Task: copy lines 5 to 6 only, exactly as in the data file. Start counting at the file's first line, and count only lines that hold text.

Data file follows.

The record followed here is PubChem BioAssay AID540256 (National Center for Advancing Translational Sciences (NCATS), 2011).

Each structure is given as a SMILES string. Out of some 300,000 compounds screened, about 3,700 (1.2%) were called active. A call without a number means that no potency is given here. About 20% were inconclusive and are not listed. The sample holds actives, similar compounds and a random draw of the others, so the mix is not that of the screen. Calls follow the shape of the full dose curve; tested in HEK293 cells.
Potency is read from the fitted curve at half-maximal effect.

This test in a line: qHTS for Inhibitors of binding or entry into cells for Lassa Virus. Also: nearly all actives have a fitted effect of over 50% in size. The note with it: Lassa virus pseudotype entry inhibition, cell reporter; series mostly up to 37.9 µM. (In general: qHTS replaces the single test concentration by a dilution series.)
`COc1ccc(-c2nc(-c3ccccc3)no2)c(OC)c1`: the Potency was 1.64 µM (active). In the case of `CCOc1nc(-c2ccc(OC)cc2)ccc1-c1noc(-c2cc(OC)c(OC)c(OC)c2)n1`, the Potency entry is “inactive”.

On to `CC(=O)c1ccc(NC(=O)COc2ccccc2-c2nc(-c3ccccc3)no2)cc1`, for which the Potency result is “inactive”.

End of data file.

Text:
`COc1ccc(-c2nc(-c3ccccc3)no2)c(OC)c1`: the Potency was 1.64 µM (active). In the case of `CCOc1nc(-c2ccc(OC)cc2)ccc1-c1noc(-c2cc(OC)c(OC)c(OC)c2)n1`, the Potency entry is “inactive”.

On to `CC(=O)c1ccc(NC(=O)COc2ccccc2-c2nc(-c3ccccc3)no2)cc1`, for which the Potency result is “inactive”.